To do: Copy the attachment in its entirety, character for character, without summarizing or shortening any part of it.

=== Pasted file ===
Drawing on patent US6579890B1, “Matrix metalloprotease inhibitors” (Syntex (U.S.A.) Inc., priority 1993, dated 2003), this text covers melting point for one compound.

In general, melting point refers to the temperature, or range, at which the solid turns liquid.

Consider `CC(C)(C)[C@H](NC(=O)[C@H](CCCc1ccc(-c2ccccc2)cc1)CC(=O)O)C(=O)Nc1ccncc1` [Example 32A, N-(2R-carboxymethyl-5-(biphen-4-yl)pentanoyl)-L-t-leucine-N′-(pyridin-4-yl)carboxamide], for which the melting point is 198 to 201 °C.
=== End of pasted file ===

Drawing on patent US6579890B1, “Matrix metalloprotease inhibitors” (Syntex (U.S.A.) Inc., priority 1993, dated 2003), this text covers melting point for one compound.

In general, melting point refers to the temperature, or range, at which the solid turns liquid.

Consider `CC(C)(C)[C@H](NC(=O)[C@H](CCCc1ccc(-c2ccccc2)cc1)CC(=O)O)C(=O)Nc1ccncc1` [Example 32A, N-(2R-carboxymethyl-5-(biphen-4-yl)pentanoyl)-L-t-leucine-N′-(pyridin-4-yl)carboxamide], for which the melting point is 198 to 201 °C.